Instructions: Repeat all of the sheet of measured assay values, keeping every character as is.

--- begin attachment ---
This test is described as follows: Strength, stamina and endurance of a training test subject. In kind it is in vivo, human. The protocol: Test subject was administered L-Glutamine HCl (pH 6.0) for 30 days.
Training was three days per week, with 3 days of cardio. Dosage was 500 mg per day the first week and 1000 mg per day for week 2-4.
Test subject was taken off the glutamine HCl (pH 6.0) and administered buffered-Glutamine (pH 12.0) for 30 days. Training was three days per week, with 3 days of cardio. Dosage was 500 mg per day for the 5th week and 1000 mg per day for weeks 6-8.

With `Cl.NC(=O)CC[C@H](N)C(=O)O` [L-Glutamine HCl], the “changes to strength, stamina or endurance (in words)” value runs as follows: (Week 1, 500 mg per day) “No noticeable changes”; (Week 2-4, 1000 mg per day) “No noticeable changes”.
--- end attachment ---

This test is described as follows: Strength, stamina and endurance of a training test subject. In kind it is in vivo, human. The protocol: Test subject was administered L-Glutamine HCl (pH 6.0) for 30 days.
Training was three days per week, with 3 days of cardio. Dosage was 500 mg per day the first week and 1000 mg per day for week 2-4.
Test subject was taken off the glutamine HCl (pH 6.0) and administered buffered-Glutamine (pH 12.0) for 30 days. Training was three days per week, with 3 days of cardio. Dosage was 500 mg per day for the 5th week and 1000 mg per day for weeks 6-8.

With `Cl.NC(=O)CC[C@H](N)C(=O)O` [L-Glutamine HCl], the “changes to strength, stamina or endurance (in words)” value runs as follows: (Week 1, 500 mg per day) “No noticeable changes”; (Week 2-4, 1000 mg per day) “No noticeable changes”.